graduate or professional schools.



                      Page 14                                  GAO/HEHS-97-142 Remedial Education and Financial Aid
                                     Appendix I
                                     Questionnaire Scope and Methodology




Table I.1: Adjusted Populations,
Adjusted Sample Sizes, Number of                                                                              Response
Respondents, and Response Rate for                                Adjusted         Adjusted                         rate
Our Surveys                          Type of school              population      sample size   Respondents     (percent)
                                     All schools                       3,243            758            430          56.7
                                     2-year schools
                                       Public                              974          263            134          51.0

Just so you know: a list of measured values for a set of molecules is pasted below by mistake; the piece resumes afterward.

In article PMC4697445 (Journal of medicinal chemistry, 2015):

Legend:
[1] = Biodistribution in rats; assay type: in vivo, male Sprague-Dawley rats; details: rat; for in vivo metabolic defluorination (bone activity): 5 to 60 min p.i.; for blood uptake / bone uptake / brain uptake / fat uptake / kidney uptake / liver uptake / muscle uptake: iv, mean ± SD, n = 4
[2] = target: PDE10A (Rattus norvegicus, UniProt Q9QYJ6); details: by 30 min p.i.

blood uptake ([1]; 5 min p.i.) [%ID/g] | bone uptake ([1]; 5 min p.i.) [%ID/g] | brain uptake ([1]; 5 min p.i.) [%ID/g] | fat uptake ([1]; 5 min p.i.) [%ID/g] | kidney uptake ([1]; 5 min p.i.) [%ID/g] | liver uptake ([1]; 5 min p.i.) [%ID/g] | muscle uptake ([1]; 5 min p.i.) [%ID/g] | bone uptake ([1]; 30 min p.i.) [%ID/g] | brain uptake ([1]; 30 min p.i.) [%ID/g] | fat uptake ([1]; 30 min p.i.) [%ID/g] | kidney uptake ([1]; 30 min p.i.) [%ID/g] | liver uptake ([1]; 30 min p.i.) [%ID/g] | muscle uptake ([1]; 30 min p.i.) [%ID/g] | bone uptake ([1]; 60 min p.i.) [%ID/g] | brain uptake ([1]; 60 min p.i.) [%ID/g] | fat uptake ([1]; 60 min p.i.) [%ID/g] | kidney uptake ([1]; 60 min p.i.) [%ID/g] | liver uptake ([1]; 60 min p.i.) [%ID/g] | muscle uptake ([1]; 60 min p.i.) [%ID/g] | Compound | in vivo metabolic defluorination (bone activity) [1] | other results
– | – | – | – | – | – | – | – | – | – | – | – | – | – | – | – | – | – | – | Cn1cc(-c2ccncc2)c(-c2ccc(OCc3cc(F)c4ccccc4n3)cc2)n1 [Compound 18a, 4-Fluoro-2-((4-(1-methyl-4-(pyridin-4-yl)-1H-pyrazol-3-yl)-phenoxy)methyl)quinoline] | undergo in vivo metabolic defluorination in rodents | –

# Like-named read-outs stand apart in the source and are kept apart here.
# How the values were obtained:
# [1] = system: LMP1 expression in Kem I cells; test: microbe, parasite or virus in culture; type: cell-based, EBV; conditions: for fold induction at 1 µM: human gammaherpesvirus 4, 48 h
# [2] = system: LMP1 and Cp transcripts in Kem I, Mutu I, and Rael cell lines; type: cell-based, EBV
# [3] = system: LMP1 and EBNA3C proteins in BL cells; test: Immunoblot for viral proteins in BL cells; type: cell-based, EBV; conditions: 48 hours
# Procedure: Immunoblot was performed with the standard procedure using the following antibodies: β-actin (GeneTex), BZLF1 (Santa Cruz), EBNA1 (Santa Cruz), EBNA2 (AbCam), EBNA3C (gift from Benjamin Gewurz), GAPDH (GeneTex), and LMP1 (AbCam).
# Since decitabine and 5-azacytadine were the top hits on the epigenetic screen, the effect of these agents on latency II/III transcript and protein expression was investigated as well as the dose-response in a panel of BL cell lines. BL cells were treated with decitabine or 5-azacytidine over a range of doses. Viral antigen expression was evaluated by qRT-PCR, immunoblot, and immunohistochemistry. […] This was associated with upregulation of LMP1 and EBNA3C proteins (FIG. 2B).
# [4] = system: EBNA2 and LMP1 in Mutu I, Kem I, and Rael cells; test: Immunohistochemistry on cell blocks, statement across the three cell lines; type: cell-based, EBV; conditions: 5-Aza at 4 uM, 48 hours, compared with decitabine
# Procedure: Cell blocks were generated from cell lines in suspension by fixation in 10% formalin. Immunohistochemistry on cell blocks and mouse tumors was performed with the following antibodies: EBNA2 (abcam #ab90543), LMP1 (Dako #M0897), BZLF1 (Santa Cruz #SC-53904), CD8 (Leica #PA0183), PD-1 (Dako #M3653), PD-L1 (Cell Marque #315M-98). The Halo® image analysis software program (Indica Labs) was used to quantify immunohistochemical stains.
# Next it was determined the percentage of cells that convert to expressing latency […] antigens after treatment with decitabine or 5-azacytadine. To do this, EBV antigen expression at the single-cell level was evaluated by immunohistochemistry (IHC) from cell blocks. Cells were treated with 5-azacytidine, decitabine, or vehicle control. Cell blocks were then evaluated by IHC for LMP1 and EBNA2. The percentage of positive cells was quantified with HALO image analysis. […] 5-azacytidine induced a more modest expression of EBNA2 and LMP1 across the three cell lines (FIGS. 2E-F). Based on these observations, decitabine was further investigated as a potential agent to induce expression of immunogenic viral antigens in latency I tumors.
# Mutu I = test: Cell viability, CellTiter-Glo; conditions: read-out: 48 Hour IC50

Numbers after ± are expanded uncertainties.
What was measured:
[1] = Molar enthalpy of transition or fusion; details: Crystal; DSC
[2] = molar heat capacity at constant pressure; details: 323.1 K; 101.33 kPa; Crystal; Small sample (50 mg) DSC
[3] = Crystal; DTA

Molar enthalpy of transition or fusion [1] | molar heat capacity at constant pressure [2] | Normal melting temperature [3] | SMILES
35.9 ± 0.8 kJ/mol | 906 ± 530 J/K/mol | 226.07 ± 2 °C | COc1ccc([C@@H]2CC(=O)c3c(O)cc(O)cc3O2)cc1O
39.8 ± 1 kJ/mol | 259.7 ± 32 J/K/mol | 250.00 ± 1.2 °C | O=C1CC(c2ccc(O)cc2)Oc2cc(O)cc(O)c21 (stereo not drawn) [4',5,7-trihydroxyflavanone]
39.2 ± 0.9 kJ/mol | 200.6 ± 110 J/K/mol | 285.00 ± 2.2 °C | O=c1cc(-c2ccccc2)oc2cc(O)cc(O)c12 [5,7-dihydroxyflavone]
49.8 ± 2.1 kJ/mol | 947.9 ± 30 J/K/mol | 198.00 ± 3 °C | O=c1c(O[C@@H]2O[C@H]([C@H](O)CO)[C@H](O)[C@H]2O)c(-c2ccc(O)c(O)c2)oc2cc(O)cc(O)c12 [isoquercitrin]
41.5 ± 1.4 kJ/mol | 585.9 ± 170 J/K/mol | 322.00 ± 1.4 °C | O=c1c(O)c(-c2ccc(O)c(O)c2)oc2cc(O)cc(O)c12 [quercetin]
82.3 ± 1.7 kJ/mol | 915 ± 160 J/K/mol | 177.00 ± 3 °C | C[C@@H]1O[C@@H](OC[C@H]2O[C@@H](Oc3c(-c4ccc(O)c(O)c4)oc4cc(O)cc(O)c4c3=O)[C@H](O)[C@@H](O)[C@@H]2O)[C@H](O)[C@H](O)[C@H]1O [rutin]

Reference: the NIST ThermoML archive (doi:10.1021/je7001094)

Private                             167           31             19          61.3
                                     Total                             1,141            294            153          52.0
                                     4-year schools
                                       Public                              615          244            154          63.1
                                       Private                         1,487            220            123          55.9
                                     Total                             2,102            464            277          59.7